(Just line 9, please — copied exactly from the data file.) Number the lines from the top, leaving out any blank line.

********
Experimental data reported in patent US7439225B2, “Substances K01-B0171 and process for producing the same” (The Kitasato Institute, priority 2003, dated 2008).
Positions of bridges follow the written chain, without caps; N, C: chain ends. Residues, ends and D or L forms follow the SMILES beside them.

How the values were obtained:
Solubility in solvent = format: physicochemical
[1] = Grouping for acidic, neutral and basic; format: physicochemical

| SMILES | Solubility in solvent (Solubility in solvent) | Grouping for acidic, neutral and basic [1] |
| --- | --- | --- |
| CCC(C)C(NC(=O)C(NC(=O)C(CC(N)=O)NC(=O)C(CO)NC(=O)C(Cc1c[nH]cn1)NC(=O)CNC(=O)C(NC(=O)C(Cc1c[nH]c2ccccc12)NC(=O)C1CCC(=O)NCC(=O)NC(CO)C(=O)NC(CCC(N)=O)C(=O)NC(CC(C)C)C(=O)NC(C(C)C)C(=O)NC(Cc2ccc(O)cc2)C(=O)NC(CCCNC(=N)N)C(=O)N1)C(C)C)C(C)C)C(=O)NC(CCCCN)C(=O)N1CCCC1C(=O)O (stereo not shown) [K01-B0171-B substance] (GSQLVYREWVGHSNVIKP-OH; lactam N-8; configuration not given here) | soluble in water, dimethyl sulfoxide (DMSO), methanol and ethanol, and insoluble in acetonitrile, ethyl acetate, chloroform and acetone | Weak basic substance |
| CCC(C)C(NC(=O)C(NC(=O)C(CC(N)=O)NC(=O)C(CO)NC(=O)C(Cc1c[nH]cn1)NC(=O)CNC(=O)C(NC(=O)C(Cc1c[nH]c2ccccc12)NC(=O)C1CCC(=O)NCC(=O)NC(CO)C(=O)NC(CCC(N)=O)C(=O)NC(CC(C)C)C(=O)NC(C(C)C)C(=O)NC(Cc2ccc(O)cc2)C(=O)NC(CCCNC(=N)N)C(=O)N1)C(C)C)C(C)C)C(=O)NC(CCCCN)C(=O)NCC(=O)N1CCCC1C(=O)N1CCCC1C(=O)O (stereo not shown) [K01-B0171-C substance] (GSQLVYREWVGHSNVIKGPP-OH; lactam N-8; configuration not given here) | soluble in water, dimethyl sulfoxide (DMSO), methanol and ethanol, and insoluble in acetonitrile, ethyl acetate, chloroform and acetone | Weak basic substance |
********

| CCC(C)C(NC(=O)C(NC(=O)C(CC(N)=O)NC(=O)C(CO)NC(=O)C(Cc1c[nH]cn1)NC(=O)CNC(=O)C(NC(=O)C(Cc1c[nH]c2ccccc12)NC(=O)C1CCC(=O)NCC(=O)NC(CO)C(=O)NC(CCC(N)=O)C(=O)NC(CC(C)C)C(=O)NC(C(C)C)C(=O)NC(Cc2ccc(O)cc2)C(=O)NC(CCCNC(=N)N)C(=O)N1)C(C)C)C(C)C)C(=O)NC(CCCCN)C(=O)NCC(=O)N1CCCC1C(=O)N1CCCC1C(=O)O (stereo not shown) [K01-B0171-C substance] (GSQLVYREWVGHSNVIKGPP-OH; lactam N-8; configuration not given here) | soluble in water, dimethyl sulfoxide (DMSO), methanol and ethanol, and insoluble in acetonitrile, ethyl acetate, chloroform and acetone | Weak basic substance |